Okanagan environmentalists frustrated with changes to timber salvage rules in wake of wildfires | iNFOnews | Thompson-Okanagan's News Source

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Okanagan environmentalists frustrated with changes to timber salvage rules in wake of wildfires

FILE PHOTO - Forest near West Kelowna burnt by last summer's wildfires.

Community members and environmental organizations recently gathered to discuss their discontent with the state of forest protection in BC at a town hall meeting.

Attendees at the April 13 meeting expressed frustration with the government's recent change in pricing and procedures for forest salvaging in the wake of wildfires.

"The government is telling us that to help communities, they're going to make the access into all burned areas of BC easier, they're going to give the industry, and loggers, and forest corporations, easier access, less red tape and no environmental protection agencies to access all the burned lands.

"You know why? Not for community health, not for forest health, not for ecosystem health and not for community safety or water health, but just to get more money for the sawmills, more trees for the sawmills and more profits for the industry. It is strictly an economic endeavour," Taryn Skalbania, Founder of the Peachland Watershed Protection Alliance and Co-Founder of the Interior Watershed Task Force said.

"We need our forests standing behind us for wildlife, for habitat, for water, we don't need more two-by-fours from sawmills."

On April 10, the BC Ministry of Forests announced a change in the Interior Appraisal Manual which will make it easier and cheaper for timber companies to access forests and the timber in them in the wake of wildfires.

READ MORE: B.C. makes it easier to salvage timber damaged by wildfires

Skalbania said the change in policy will be detrimental to forests, wildlife, water protection and communities around the province.

"With this new wildfire access mitigation logging - they call it salvage logging even though there's no salvaging - they don't have to limit the size of their clearcut as previous laws regulated; it can be thousands of thousands of hectares, and they can be right next to old cut logs or right next to roads, right next to lakes, right next to community boundaries, so there's no limitation to size or proximity," she said.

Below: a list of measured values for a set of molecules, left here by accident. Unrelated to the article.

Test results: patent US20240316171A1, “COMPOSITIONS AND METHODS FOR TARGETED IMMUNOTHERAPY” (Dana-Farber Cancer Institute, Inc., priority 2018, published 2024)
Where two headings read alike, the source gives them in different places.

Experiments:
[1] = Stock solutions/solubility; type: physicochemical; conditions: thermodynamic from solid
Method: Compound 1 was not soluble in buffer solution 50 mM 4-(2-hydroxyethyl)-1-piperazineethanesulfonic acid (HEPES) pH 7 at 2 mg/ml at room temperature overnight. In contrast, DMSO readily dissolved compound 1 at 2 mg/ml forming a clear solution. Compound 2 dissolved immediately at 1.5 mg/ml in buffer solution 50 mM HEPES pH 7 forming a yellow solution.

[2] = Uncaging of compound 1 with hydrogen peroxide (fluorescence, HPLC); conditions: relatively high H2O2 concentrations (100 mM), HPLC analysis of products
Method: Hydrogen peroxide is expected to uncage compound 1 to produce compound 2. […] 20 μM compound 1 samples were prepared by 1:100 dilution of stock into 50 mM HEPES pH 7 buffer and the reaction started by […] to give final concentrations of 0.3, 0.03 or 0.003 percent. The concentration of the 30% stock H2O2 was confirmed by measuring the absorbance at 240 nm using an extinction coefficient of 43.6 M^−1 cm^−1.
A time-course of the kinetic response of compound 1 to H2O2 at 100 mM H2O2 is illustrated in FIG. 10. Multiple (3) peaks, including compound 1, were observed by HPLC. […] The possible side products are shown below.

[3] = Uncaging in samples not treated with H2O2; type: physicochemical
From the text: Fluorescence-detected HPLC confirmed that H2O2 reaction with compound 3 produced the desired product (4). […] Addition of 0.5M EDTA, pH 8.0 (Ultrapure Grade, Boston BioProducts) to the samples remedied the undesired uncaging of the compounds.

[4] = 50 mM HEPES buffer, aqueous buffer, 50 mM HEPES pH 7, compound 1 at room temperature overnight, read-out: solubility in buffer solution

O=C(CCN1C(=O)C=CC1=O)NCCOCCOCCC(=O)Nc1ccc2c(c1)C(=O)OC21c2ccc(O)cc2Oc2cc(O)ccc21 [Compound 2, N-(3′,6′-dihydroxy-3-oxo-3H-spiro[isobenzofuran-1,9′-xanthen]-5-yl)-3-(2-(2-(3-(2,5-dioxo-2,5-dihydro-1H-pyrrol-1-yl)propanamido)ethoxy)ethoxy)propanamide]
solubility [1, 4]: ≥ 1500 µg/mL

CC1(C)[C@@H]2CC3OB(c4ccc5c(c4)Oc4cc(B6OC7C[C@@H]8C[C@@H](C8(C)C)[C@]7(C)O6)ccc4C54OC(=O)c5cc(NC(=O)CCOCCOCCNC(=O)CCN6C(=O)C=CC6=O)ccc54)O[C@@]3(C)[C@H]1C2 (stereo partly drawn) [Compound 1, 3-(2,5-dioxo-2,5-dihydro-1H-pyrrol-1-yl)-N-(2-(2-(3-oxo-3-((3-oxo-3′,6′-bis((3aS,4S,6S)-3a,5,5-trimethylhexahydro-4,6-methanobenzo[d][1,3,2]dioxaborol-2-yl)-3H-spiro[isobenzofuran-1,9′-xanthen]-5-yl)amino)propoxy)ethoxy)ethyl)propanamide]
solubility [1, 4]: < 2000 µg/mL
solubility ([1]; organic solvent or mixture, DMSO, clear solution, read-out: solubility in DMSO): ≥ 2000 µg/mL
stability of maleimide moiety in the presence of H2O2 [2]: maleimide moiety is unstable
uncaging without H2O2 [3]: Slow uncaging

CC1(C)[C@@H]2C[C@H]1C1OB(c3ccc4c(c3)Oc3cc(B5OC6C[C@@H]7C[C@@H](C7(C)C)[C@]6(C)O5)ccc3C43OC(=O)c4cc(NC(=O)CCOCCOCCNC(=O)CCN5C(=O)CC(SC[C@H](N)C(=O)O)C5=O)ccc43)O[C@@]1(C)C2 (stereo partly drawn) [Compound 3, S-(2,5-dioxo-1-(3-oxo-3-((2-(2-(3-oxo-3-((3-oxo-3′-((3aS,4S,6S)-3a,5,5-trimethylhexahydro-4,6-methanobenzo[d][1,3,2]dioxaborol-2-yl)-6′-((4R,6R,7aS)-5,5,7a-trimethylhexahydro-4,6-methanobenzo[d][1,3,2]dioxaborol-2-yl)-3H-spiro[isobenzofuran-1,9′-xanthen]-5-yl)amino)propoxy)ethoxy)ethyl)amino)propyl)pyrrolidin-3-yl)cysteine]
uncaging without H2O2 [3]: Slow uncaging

"The red tape is really being minimized; they don't have to ask First Nations, they don't have to ask for permission to put in roads, they don't have to ask for slope stability, they don't have to ask for species-at-risk studies, they can just go in, so it's a real Trojan horse."

Skalbania wants to see a change in the way the government views forests across the province and a change in policies.

"Because it has worked for the past 100 years, it's easy for the government to continue down this path... a forest is worth far more standing than it is as palettes or paper or toilet paper, so we need a societal change," she said

The outrage surrounding forest protection policies also comes from the fact that the current climate crisis isn't being taken into consideration in these policy changes, Skalbania said.

"Only recently, did forestry start to replant trees, but I could take you on a tour of our watershed, in Peachland alone, and hundreds and hundreds of old clear-cuts have been replanted, but are failing to grow, they just don't grow very quickly in the Okanagan. Trees are growing less than six inches a year and some are not growing at all."

The average pine tree grows one to two feet a year which is the main tree species used in replanting in the region.

Town hall-goers want the government to stop prioritizing the profits made by the timber industry and start putting the welfare of forests and wildlife ahead of them and they fear the rate at which trees are disappearing in the province.

One of the actions the environmental groups have taken is a petition asking for better protection of BC's watershed from clearcutting. To find out more about the town hall meeting and the movement, visit the Evergreen Alliance's website here.

— This story was corrected at 12:05 p.m. Monday, April 22, 2024 to clarify pine trees are used for replanting.

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